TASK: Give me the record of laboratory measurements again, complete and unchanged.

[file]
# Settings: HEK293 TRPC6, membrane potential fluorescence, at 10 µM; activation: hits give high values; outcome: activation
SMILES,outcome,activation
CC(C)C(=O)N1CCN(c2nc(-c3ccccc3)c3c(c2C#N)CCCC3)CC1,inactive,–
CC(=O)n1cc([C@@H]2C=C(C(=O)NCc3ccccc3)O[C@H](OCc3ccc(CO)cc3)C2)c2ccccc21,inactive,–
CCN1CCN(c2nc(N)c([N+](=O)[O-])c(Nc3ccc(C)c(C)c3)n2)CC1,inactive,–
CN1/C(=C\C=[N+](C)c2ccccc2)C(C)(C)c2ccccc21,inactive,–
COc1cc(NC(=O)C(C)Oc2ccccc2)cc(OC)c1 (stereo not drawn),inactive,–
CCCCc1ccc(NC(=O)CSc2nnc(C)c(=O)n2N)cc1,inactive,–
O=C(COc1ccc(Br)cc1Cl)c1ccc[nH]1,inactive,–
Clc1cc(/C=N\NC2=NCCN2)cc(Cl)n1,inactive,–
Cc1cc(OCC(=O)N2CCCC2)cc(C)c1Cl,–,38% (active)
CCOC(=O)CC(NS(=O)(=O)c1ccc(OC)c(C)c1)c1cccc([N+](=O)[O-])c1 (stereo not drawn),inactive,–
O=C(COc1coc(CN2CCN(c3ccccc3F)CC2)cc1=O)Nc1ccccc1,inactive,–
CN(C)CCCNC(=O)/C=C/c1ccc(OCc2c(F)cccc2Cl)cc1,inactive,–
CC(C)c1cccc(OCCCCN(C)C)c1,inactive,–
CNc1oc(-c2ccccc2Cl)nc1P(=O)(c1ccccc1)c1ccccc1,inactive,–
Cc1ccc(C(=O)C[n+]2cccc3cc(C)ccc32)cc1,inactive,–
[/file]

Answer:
# Settings: HEK293 TRPC6, membrane potential fluorescence, at 10 µM; activation: hits give high values; outcome: activation
SMILES,outcome,activation
CC(C)C(=O)N1CCN(c2nc(-c3ccccc3)c3c(c2C#N)CCCC3)CC1,inactive,–
CC(=O)n1cc([C@@H]2C=C(C(=O)NCc3ccccc3)O[C@H](OCc3ccc(CO)cc3)C2)c2ccccc21,inactive,–
CCN1CCN(c2nc(N)c([N+](=O)[O-])c(Nc3ccc(C)c(C)c3)n2)CC1,inactive,–
CN1/C(=C\C=[N+](C)c2ccccc2)C(C)(C)c2ccccc21,inactive,–
COc1cc(NC(=O)C(C)Oc2ccccc2)cc(OC)c1 (stereo not drawn),inactive,–
CCCCc1ccc(NC(=O)CSc2nnc(C)c(=O)n2N)cc1,inactive,–
O=C(COc1ccc(Br)cc1Cl)c1ccc[nH]1,inactive,–
Clc1cc(/C=N\NC2=NCCN2)cc(Cl)n1,inactive,–
Cc1cc(OCC(=O)N2CCCC2)cc(C)c1Cl,–,38% (active)
CCOC(=O)CC(NS(=O)(=O)c1ccc(OC)c(C)c1)c1cccc([N+](=O)[O-])c1 (stereo not drawn),inactive,–
O=C(COc1coc(CN2CCN(c3ccccc3F)CC2)cc1=O)Nc1ccccc1,inactive,–
CN(C)CCCNC(=O)/C=C/c1ccc(OCc2c(F)cccc2Cl)cc1,inactive,–
CC(C)c1cccc(OCCCCN(C)C)c1,inactive,–
CNc1oc(-c2ccccc2Cl)nc1P(=O)(c1ccccc1)c1ccccc1,inactive,–
Cc1ccc(C(=O)C[n+]2cccc3cc(C)ccc32)cc1,inactive,–